Expository Essay The Ideas That Govern My Life

Take your notes and use those to write your final draft. Here are some tips:

Introduction: Either start with a vivid description of the place, your experience, or a summary of what you are reflecting about. End with your thesis idea. Sometimes you may want to put a question first and then the answer

Example Thesis: Why was I feeling so peaceful while walking down this beach? I realized it was because the beach had always been a place of rest to me.

Body: Each of the questions you've answered can be a paragraph in the body of your essay. Take your notes and expand them. Add more details and examples from your experience and your life story.

Conclusion: Explain and expand on your thesis idea. Tell how this experience taught you something new or how it helped you to understand something. Another way to conclude is to suggest where you might like to go from this point in thinking about your thesis idea.

Example Conclusion: I sent my photo of "For Rhonda" to my friend along with a text letting her know how much I appreciate her help in letting me know that we can always find places to relax and renew in the midst of our busy lives. Now, I want to find a way to help Rhonda have a day off of her own, and I'm hoping someday we can take a trip to the beach together.

After you have a topic idea, what's next? You have to develop information that you will put into your essay and decide on your audience and purpose. Then you will need to decide the point of view, tone, and style of writing you will use. Sound confusing? Don't worry. Just answer the following questions to get ready to write. You can open up a word processing program, copy these questions, and then answer them, or do it the old-fashioned way with paper and pen.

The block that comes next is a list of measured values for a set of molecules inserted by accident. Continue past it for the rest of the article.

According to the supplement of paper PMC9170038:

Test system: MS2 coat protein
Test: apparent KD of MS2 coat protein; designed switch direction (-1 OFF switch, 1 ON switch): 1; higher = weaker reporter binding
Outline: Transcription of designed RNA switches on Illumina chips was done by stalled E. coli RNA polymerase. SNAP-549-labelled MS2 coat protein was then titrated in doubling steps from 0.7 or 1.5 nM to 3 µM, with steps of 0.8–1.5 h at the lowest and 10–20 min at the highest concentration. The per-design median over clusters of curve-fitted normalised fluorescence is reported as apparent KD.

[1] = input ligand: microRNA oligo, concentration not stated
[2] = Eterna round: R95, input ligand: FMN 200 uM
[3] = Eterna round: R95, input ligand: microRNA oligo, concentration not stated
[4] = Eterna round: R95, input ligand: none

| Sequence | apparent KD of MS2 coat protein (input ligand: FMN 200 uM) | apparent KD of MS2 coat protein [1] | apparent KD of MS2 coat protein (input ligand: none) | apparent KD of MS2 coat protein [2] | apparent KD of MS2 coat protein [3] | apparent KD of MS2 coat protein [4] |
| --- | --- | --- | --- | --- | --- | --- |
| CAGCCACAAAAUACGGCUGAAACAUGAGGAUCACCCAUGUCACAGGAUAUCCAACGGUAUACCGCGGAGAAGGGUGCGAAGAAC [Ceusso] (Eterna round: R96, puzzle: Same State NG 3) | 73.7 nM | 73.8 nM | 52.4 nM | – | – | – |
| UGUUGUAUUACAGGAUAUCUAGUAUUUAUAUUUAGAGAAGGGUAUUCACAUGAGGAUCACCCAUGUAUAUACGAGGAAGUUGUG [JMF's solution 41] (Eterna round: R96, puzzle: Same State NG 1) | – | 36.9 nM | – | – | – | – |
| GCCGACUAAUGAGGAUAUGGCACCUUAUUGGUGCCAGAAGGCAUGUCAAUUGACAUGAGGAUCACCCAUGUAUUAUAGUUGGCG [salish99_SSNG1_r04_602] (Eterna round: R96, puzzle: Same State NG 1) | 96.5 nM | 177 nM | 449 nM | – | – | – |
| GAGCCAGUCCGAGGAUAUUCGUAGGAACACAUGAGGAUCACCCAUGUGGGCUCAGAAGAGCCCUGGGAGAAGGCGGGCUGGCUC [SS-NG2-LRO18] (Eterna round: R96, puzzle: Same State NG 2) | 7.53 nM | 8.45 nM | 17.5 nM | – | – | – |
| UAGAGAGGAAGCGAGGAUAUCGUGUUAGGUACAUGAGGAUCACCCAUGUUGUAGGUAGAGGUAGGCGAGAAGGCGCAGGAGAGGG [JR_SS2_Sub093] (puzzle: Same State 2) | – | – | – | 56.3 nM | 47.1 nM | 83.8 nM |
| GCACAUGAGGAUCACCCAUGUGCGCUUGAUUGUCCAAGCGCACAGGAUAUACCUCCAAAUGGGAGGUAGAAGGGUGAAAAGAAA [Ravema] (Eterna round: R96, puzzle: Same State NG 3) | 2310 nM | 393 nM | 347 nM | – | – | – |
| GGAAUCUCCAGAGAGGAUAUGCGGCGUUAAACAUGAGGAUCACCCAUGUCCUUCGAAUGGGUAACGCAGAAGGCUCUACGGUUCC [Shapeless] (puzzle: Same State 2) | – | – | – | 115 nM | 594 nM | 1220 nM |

1. Topic idea: ______________________________________________. (Write yours out.)
  2. What kind of expository essay is this? (How to? How does it work? Definition? Fact? Cause? History of?)

Gathering Ideas:

  1. List or cluster different aspects or parts of your topic.
  2. Circle the aspects which are most interesting to you. Cluster those.

Topic Evaluation:

  1. Do you have enough to say or too much? Do you need to narrow your topic or expand it?
  2. What sources can you use? Where can you find them?

Audience Evaluation

  1. What are some things your audience would be familiar with which you can compare your topic with?
  2. What do they already know?
  3. What would they be interested in knowing?
  4. What kind of tone would be best for this audience? (informational, satiric, humorous, folksy, professional?)
  5. Considering your audience, which point of view would be the most effective one to write in? Would it be better to write in the first person ("I" or "we"), second person ("you"), or third person (impersonal)?

Write Your Thesis

  1. Your purpose (What do you want audience to think, do, or know after reading? This will be related to what your audience doesn't know.)
  2. Turn your topic into a question: ___________________________________________
  3. Answer that question: __________________________________________________
  4. Make a thesis statement: _______________________________________________
  5. Essay map—sentence(s) which list main sub-topics: ______________________________________________________________ (These can be headers for sections of the paper.)

Essay Organization

  1. Which sort of organization would work best for you? Examples: chronological (in time), spatial (in space and time), process (step-by-step), topical (part-by-part), cause/effect, historical overview, comparison and contrast, or reverse expectations.
  2. Write a brief outline for how you will structure the body of the paper.

Intro and Conclusion

  1. Which of these introduction and conclusion ideas could you use? Reverse expectation, expectation fulfilled, scenario (imagined typical story, also called a case study), personal story, frame story, vivid description, conversation, definition, comparison and contrast, analogy, startling statistic or fact, quotation, story from book or movie.
  2. Choose the best one(s) for your essay and explain what you will do.

Tone, Voice, and Style

  1. Which person will you write in for your essay? (1st “I,” 2nd “you,” or 3rd “he, she, it.”) Why?
  2. What sort of tone will you have? Why? (Example: serious and informative, humorous, sarcastic, enthusiastic.)

0 thoughts on “Expository Essay The Ideas That Govern My Life”

    -->

Leave a Comment

Your email address will not be published. Required fields are marked *